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Whitening toothpastes contain ingredients that help remove surface stains only. Unlike tooth-whitening bleaches, whitening toothpastes do not affect stains below the tooth's surface. For that reason, toothpastes do not get teeth as white as bleaches do.
Whitening toothpastes can be purchased over the counter, and several have received the American Dental Association (ADA) Seal of Acceptance. ADA-Accepted whitening toothpastes contain polishing or chemical agents that help remove surface stains through gentle polishing or some other non-bleaching action. Some toothpastes contain other agents, such as enzymes, that help dissolve surface stains.
Generally whitening toothpastes utilize various abrasives to remove surface (extrinsic) stains from teeth. The FDA regulates toothpaste as a cosmetic product and will allow any toothpaste that can remove a stain to make a "whitening" claim. This should not be confused with peroxide-based teeth whitening products that can reduce or eliminate more internal (intrinsic) stains which produce a deeper discoloration.
The overuse of whitening toothpastes has resulted in excessive wear to the enamel of teeth because of the abrasives used in some cases. Patients with cosmetic composite filings and porcelain restorations (e.g., veneers, crowns) should avoid the use of these products because of the capacity for the finish or glaze to be lost in the same way that the overuse of abrasive cleaners can take the finish off your bathtub.
The best way to keep your teeth white is to keep them healthy. A healthy mouth forms less stain-promoting, unhealthy plaque that can discolor teeth quite rapidly. Regular dental cleaning with teeth polishing performed by the dental hygienist will ensure a safe polished finish to teeth and dental restorations.
Unfortunately, tooth whitening toothpastes can only return our teeth back to their original color. The toothpaste contains very gentle abrasives that rub against the stain and gradually remove it. Why Teeth Whitening Toothpaste May Not Whiten Your Teeth If you don't drink coffee much or chew tobacco, there's a good chance that your teeth aren't stained at all. In this case, if you use tooth whitening toothpaste, you probably won't notice a difference in how white your teeth are. Also, in the last ten years, it seems that all toothpastes are "teeth whitening". Chance are, you've already been brushing with "tooth whitening" toothpaste. Continuing to brush with "tooth whitening" toothpaste isn't going to make your teeth any whiter since you've already removed the stains with previous tubes of "teeth whitening" toothpaste.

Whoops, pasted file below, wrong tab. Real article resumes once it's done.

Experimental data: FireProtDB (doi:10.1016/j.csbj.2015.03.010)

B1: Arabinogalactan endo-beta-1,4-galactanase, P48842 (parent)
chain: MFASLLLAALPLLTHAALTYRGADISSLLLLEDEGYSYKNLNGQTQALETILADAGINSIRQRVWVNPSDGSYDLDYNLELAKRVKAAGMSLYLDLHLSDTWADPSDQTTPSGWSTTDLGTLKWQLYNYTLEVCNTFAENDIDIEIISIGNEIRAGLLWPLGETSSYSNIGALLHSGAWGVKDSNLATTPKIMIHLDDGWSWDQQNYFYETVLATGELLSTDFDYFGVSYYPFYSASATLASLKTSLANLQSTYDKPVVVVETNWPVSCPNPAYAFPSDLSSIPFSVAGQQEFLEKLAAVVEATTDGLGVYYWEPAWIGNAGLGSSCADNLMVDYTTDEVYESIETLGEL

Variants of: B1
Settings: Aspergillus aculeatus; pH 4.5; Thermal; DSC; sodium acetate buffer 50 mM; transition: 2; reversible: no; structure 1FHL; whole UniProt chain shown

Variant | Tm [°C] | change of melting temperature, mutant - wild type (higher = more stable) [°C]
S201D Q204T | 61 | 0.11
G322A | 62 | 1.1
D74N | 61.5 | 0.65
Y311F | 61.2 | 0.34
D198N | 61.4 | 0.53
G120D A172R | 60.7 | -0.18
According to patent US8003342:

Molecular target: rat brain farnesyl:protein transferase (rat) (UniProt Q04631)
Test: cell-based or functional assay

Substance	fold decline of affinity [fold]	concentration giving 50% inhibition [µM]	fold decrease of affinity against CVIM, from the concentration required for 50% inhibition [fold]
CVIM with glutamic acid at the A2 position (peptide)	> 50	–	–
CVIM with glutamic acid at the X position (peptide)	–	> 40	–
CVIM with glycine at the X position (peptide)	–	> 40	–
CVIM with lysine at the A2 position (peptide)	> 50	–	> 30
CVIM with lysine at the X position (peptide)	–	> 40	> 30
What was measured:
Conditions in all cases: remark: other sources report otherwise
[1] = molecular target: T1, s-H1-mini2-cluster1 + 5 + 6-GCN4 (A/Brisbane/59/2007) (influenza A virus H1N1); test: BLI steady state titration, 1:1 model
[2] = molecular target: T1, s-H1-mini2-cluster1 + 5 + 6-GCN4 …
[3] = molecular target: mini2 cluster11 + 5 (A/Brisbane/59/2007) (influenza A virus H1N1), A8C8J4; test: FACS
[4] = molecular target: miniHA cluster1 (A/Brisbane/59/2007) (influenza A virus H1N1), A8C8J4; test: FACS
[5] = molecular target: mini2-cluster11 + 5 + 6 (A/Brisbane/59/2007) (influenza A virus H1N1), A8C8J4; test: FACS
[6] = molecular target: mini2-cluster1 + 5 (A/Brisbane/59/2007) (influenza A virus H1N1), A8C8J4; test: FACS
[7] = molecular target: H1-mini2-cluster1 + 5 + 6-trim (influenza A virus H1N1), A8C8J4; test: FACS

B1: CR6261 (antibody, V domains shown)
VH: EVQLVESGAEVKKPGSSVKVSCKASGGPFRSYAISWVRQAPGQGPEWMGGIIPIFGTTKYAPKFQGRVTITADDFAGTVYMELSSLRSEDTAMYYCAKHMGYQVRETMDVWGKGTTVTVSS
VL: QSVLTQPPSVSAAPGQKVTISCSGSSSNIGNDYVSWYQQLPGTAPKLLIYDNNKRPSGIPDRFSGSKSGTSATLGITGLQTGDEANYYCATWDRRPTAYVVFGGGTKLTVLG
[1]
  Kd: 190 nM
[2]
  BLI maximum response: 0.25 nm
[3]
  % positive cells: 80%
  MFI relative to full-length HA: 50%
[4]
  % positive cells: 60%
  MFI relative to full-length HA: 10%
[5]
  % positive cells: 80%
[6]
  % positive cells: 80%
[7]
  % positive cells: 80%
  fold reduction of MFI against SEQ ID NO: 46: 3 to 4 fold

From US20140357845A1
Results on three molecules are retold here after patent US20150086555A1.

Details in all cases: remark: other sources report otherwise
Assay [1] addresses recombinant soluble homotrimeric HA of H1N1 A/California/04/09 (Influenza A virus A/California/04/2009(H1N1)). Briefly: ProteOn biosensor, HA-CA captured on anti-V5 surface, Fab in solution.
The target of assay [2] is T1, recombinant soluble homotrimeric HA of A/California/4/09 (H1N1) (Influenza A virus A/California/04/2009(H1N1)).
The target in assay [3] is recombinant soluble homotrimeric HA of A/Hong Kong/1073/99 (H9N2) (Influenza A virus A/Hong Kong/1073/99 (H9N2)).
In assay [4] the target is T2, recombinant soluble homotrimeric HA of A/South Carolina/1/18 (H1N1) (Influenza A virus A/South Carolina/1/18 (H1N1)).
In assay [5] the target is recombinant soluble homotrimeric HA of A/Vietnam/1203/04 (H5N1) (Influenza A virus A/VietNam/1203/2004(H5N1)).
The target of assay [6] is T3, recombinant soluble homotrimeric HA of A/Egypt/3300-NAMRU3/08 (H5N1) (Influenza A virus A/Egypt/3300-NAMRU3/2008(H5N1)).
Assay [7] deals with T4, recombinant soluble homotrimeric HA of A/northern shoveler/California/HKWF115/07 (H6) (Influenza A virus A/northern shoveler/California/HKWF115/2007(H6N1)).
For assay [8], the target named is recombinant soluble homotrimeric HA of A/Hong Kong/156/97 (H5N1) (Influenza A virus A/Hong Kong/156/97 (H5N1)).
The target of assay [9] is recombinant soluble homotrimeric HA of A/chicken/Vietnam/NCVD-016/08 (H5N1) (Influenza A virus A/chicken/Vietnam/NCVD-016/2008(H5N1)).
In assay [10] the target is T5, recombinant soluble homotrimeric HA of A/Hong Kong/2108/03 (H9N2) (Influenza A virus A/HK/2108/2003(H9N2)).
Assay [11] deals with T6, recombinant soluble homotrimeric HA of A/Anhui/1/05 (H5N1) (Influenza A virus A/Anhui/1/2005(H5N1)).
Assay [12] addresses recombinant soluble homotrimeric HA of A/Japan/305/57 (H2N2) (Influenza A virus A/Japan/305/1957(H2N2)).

Whitening toothpaste can make some improvement in the color of your teeth. It works as an abrasive to rub away and remove stains from your teeth. It cannot change discoloration due to stains that go below the tooth surface. It may not be as effective in whitening your teeth as dental treatments or other, over-the-counter products. However, if you have had your teeth whitened, it can help maintain those results for longer periods of time by keeping your teeth free of stain.
Probably not as effective as people hope. Whitening toothpastes contain mild abrasives that help remove staining from the surface of one's teeth. However, most discoloration occurs below the surface of the tooth, which is why whitening toothpastes give you marginal results.
The best whitening procedures (and there are several) are available from your dentist. If you are disappointed with "whitening" toothpastes, ask your dentist what he or she recommends.
Important: This content reflects information from various individuals and organizations and may offer alternative or opposing points of view. It should not be used for medical advice, diagnosis or treatment. As always, you should consult with your healthcare provider about your specific health needs.